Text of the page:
I take this to be the point. Parents can't possibly hope to positively influence their childrens' eating desires unless they wean the little tykes off the electronic teat.
8.12.2005 12:10pm
wonkie (mail):
I was lucky and grew up in a household that had no television. No, my folks were not religious or political nuts. They just never felt the need for one.
I can't stand TV. I can't stand being in earshot of one, let along watch it. I cannot understand why people allow the damn thing to run their lives, waste their time, instruct their children, and substitute for having a life. Needless to say, my family doesn't watch TV. Ever. Having no TV is an unmitigated blessing when it comes to raising children.
Anyway the point: cigarettes have been marginalized in this culture to low status people or rebellious teens. Yes, I realize the tax gravytrain keeps on going, but I'm thinking about the use of cigaretes by people, not the power of the tobacco lobby. Smokers go outside and they lurk in corners segregated from non-smokers. There has been a dramatic cultural shift from the days of glamour to the days of "That stinks, go outside!"
We need to to the same thing to TV watching. We need to change the culture so that people regard television viewing by children as a indicator of lazy or ineffectual parenting, and TV viewing by adults as the activity done when one has absolutely nothing else to do, a de facto admission of having no life. TV needs to be marginalized. It should be viewed as a slightly shameful behavior, and admission of emptyheadedness or a substitution for family life.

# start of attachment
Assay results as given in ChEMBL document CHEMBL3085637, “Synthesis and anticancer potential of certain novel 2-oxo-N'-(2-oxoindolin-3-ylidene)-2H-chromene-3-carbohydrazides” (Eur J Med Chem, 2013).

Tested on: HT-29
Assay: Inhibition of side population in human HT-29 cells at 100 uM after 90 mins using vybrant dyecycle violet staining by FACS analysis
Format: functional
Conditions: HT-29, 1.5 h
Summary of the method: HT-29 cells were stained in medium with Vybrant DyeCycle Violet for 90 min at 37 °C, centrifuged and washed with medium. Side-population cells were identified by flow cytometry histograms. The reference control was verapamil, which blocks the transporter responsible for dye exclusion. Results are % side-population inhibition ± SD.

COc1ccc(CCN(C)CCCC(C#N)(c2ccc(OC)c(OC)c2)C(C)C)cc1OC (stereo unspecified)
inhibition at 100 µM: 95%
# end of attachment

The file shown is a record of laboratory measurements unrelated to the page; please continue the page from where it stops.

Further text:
It is possible to change normative behaviors. Anyone want to start a campaign against TV watching? I am, by the way, completely serious. The problem, of course is that the medium for spreading the anti-TV message would have to be TV. Wouldn't it be fun if viewers were smote in the eyeballs with anti-TV ads?
8.12.2005 12:35pm
gr (www):
"I take this to be the point. Parents can't possibly hope to positively influence their childrens' eating desires unless they wean the little tykes off the electronic teat."

Why not just pasteurize the milk from the teat?
8.12.2005 3:08pm
David M. Nieporent (www):

That said, and while I generally oppose paternalism, I wouldn't really be upset if the advertising aimed at children was restricted.

Yes, but if you've followed the tobacco advertising debate, you'll find that the phrase "aimed at children" is a remarkably fluid concept when placed into the hands of activists. Yes, a commercial aired during Barney or Sesame Street is obviously "aimed at children." But a print advertisement in Sports Illustrated? Magically, yes, on the theory that some kids read SI.
8.12.2005 3:15pm
Tom H.:
Given the choice of things to watch on tv the other day, my 10 year-old son chose to watch a documentary on the Revolutionary War on one of the Discovery channels (D-Times I think). This was only after he had come home from baseball practice and completed his homework.

As a parent, we have the right to be paternalistic about how we raise our children. TV in its own right is no more evil than a gun. How you allow it to be used is where the trouble comes from.
8.12.2005 3:34pm
Tylerh (mail):
A Dad:

There is a technical solution for the TVs-everywhere probelem: < a rel="nofollow" href="">TV-B-GONE It's a universal remote that will turn off any TV controllable by remote.

I hear it's great fun in aiports, too.
8.12.2005 7:49pm